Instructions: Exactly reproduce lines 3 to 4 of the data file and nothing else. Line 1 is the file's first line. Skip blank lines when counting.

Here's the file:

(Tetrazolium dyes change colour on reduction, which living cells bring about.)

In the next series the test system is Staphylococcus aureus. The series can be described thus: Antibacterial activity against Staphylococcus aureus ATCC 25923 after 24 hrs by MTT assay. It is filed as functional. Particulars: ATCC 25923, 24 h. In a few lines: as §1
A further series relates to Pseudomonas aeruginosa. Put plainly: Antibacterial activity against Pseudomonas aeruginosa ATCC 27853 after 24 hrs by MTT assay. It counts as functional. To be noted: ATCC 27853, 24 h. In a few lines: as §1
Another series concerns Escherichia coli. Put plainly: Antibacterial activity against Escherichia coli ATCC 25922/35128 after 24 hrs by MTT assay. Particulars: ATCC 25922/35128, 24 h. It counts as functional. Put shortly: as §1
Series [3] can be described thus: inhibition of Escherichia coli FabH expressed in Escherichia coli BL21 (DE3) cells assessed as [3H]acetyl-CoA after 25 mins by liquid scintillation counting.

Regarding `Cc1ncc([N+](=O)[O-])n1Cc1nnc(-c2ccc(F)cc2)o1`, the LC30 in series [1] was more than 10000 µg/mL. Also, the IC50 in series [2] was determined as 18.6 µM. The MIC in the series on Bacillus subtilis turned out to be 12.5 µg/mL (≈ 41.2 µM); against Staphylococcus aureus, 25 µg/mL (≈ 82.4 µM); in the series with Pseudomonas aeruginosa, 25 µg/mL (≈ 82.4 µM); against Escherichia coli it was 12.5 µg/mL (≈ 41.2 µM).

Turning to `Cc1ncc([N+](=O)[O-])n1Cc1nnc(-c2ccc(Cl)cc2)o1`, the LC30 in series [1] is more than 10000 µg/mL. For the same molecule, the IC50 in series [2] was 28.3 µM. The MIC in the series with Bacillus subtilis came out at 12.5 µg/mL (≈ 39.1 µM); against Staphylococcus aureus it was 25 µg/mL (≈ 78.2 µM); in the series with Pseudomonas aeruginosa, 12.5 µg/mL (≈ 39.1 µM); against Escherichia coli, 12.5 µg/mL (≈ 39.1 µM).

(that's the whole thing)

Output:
A further series relates to Pseudomonas aeruginosa. Put plainly: Antibacterial activity against Pseudomonas aeruginosa ATCC 27853 after 24 hrs by MTT assay. It counts as functional. To be noted: ATCC 27853, 24 h. In a few lines: as §1
Another series concerns Escherichia coli. Put plainly: Antibacterial activity against Escherichia coli ATCC 25922/35128 after 24 hrs by MTT assay. Particulars: ATCC 25922/35128, 24 h. It counts as functional. Put shortly: as §1